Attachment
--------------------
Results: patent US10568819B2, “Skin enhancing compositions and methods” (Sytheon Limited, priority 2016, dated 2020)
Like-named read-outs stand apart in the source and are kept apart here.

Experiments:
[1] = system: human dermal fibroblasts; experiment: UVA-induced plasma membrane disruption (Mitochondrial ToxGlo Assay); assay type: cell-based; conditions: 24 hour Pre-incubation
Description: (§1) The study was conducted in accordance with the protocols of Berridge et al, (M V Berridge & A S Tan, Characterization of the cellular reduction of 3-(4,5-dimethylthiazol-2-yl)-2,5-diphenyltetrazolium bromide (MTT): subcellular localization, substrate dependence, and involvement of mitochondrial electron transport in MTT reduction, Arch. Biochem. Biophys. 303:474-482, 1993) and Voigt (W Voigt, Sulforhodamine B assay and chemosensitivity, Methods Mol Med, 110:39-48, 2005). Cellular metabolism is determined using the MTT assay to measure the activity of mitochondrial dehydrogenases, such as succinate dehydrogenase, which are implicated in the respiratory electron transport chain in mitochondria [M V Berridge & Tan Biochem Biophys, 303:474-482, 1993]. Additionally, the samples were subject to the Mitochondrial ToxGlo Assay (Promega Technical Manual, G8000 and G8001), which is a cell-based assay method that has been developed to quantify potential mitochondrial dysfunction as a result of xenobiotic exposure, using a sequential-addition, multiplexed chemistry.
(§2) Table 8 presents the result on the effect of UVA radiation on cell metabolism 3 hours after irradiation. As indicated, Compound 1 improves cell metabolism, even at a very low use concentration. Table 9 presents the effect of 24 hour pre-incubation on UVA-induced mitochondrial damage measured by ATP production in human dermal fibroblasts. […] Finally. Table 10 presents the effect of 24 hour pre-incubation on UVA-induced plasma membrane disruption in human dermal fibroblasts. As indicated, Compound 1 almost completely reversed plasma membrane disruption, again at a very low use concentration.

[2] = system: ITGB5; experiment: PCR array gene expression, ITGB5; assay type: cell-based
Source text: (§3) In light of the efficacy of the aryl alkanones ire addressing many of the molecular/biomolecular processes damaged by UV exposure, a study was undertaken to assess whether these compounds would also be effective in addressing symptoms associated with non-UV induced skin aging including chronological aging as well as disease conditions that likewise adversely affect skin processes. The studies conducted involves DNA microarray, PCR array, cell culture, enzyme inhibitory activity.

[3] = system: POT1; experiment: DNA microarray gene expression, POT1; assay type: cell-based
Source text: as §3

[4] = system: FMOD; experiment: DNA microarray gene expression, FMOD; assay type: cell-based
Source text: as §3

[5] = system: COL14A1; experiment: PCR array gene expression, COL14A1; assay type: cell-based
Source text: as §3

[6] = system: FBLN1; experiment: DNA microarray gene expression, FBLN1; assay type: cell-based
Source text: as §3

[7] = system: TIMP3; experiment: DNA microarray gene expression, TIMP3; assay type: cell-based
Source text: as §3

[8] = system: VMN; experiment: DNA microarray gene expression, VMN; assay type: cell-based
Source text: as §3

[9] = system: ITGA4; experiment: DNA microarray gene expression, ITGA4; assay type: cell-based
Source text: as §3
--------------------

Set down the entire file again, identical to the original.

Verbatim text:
Results: patent US10568819B2, “Skin enhancing compositions and methods” (Sytheon Limited, priority 2016, dated 2020)
Like-named read-outs stand apart in the source and are kept apart here.

Experiments:
[1] = system: human dermal fibroblasts; experiment: UVA-induced plasma membrane disruption (Mitochondrial ToxGlo Assay); assay type: cell-based; conditions: 24 hour Pre-incubation
Description: (§1) The study was conducted in accordance with the protocols of Berridge et al, (M V Berridge & A S Tan, Characterization of the cellular reduction of 3-(4,5-dimethylthiazol-2-yl)-2,5-diphenyltetrazolium bromide (MTT): subcellular localization, substrate dependence, and involvement of mitochondrial electron transport in MTT reduction, Arch. Biochem. Biophys. 303:474-482, 1993) and Voigt (W Voigt, Sulforhodamine B assay and chemosensitivity, Methods Mol Med, 110:39-48, 2005). Cellular metabolism is determined using the MTT assay to measure the activity of mitochondrial dehydrogenases, such as succinate dehydrogenase, which are implicated in the respiratory electron transport chain in mitochondria [M V Berridge & Tan Biochem Biophys, 303:474-482, 1993]. Additionally, the samples were subject to the Mitochondrial ToxGlo Assay (Promega Technical Manual, G8000 and G8001), which is a cell-based assay method that has been developed to quantify potential mitochondrial dysfunction as a result of xenobiotic exposure, using a sequential-addition, multiplexed chemistry.
(§2) Table 8 presents the result on the effect of UVA radiation on cell metabolism 3 hours after irradiation. As indicated, Compound 1 improves cell metabolism, even at a very low use concentration. Table 9 presents the effect of 24 hour pre-incubation on UVA-induced mitochondrial damage measured by ATP production in human dermal fibroblasts. […] Finally. Table 10 presents the effect of 24 hour pre-incubation on UVA-induced plasma membrane disruption in human dermal fibroblasts. As indicated, Compound 1 almost completely reversed plasma membrane disruption, again at a very low use concentration.

[2] = system: ITGB5; experiment: PCR array gene expression, ITGB5; assay type: cell-based
Source text: (§3) In light of the efficacy of the aryl alkanones ire addressing many of the molecular/biomolecular processes damaged by UV exposure, a study was undertaken to assess whether these compounds would also be effective in addressing symptoms associated with non-UV induced skin aging including chronological aging as well as disease conditions that likewise adversely affect skin processes. The studies conducted involves DNA microarray, PCR array, cell culture, enzyme inhibitory activity.

[3] = system: POT1; experiment: DNA microarray gene expression, POT1; assay type: cell-based
Source text: as §3

[4] = system: FMOD; experiment: DNA microarray gene expression, FMOD; assay type: cell-based
Source text: as §3

[5] = system: COL14A1; experiment: PCR array gene expression, COL14A1; assay type: cell-based
Source text: as §3

[6] = system: FBLN1; experiment: DNA microarray gene expression, FBLN1; assay type: cell-based
Source text: as §3

[7] = system: TIMP3; experiment: DNA microarray gene expression, TIMP3; assay type: cell-based
Source text: as §3

[8] = system: VMN; experiment: DNA microarray gene expression, VMN; assay type: cell-based
Source text: as §3

[9] = system: ITGA4; experiment: DNA microarray gene expression, ITGA4; assay type: cell-based
Source text: as §3